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Encryption Japan Science

Physicists Develop Quantum Public Key Encryption 45

Posted by CmdrTaco
from the with-the-power-of-atoms dept.
KentuckyFC writes "Public key cryptography allows anybody to encrypt a message using a public key but only those with another private key can decrypt the message. That's possible because of certain mathematical functions that are easy to perform in one direction but hard to do in reverse. The most famous example is multiplication. It's easy to multiply two numbers together to get a third but hard to start with the third number and work out its factors. Now Japanese researchers have discovered a quantum problem that is hard to solve in one direction but easy to do in reverse. This asymmetry, they say, could form the basis of a new kind of quantum public key cryptography. Their system is based on the problem of distinguishing between two ensembles of quantum states. This is similar to the problem of determining whether two graphs are identical, ie whether they correspond vertex-for-vertex and edge-for-edge. Increasing the complexity of the graph can always make this problem practically impossible for a quantum computer to solve in a reasonable time. But knowing the structure of a subset of the graph makes this problem easy, so this acts as a kind of private key for decrypting messages."
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Physicists Develop Quantum Public Key Encryption

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  • by Toe, The (545098)

    From the article:
    But don't expect to see this any time soon. We'll need a quantum internet first.

    Hm. I'll get right on that.

  • by Tim C (15259) on Wednesday March 16, 2011 @10:27AM (#35503634)

    Headline: "Physicists Develop Quantum Public Key Encryption"

    Summary: "...This asymmetry, they say, could form the basis of a new kind of quantum public key cryptography."

    So, they've not developed quantum public key encryption, they've discovered an effect that could let someone develop it one day.

    (Yes, I know that's also the headline of TFA; that's no excuse)

    • by bondsbw (888959)

      So /. posts a story with content from the actual article, and you complain?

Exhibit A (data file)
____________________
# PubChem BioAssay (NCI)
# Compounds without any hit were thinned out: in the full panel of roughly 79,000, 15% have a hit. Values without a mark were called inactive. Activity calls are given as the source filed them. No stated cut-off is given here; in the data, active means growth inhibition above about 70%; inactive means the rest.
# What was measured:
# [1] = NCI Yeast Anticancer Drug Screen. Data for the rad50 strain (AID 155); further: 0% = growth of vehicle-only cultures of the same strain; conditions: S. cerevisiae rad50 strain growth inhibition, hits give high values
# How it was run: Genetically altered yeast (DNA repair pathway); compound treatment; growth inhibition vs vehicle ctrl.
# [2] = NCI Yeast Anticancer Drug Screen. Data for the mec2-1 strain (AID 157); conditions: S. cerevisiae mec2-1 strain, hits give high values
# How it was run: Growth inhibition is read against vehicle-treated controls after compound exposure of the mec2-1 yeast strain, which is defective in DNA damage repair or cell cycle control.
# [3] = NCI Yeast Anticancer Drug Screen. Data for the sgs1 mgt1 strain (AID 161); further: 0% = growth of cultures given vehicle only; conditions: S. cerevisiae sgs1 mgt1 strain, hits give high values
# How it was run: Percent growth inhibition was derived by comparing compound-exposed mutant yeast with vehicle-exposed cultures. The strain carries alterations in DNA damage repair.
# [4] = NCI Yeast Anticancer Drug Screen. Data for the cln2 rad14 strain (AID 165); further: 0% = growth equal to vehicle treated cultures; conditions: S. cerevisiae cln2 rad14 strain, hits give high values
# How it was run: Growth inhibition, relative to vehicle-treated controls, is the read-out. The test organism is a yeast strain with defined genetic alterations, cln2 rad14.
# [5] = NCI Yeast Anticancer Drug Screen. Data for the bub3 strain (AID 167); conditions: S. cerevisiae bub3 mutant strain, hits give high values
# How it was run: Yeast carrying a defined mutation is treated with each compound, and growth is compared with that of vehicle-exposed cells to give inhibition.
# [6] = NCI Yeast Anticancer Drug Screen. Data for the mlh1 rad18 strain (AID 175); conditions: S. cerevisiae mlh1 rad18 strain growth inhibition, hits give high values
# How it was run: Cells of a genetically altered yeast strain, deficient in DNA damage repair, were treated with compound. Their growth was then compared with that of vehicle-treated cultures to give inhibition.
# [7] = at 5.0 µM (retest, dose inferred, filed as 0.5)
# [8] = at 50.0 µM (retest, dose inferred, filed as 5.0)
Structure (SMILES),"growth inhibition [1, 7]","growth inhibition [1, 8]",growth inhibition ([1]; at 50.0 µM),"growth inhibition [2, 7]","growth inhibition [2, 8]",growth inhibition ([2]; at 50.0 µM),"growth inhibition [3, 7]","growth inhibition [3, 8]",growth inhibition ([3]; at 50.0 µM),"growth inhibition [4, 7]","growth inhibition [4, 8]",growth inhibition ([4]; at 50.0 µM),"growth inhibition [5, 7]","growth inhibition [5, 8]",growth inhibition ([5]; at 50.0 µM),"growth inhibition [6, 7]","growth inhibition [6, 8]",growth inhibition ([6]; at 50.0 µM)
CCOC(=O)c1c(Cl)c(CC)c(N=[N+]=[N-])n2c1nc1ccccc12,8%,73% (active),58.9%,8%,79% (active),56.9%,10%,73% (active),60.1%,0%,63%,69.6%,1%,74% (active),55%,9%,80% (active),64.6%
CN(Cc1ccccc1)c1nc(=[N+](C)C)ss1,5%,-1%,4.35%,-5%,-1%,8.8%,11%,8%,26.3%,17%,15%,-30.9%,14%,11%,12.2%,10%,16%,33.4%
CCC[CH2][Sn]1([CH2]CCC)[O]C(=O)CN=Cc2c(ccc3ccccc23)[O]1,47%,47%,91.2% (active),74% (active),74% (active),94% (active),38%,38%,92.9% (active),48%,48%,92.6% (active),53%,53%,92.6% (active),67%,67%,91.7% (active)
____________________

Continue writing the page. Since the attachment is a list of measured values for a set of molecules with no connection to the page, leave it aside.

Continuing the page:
So harsh...

      • So /. posts a story with content from the actual article, and you complain?

        So harsh...

        And herein lies the problem. Here on /. we do not read the articles before commenting on them.
        At least it appears to be bad form.

      • by Tim C (15259)

        Heh - I'm complaining that the headline is sensationalist and not representative of the actual story.

        • Look at the bright side, you are reading the one site on the entire Internet where "Physicists Develop Quantum Public Key Encryption" could be considered sensationalist. On any other site it would be a sound-pretty-cool headline, at best.

    • by Anonymous Coward

      That kind trivializes the discovery. For all conventional pk crypto's might, it comes to factoring primes. Without the math problem, there is no encryption since decryption become so ridiculously easy. These guys found a math problem that quantum computer won't be good at. This is a pre-req for any kind of encryption scheme involving quantum computers.

  • Old news (Score:3, Funny)

    by dakkon1024 (691790) on Wednesday March 16, 2011 @10:32AM (#35503684)
    This seems nearly identical to the communication system my wife uses.
  • Article is short on details, but at least they include a link to the paper on the arxiv: http://arxiv.org/abs/quant-ph/0403069 [arxiv.org]
  • Are slashdots tags meaningless? It seems there is always one that says "story". Is that even remotely useful?
    • It seems there is always one that says "story". Is that even remotely useful?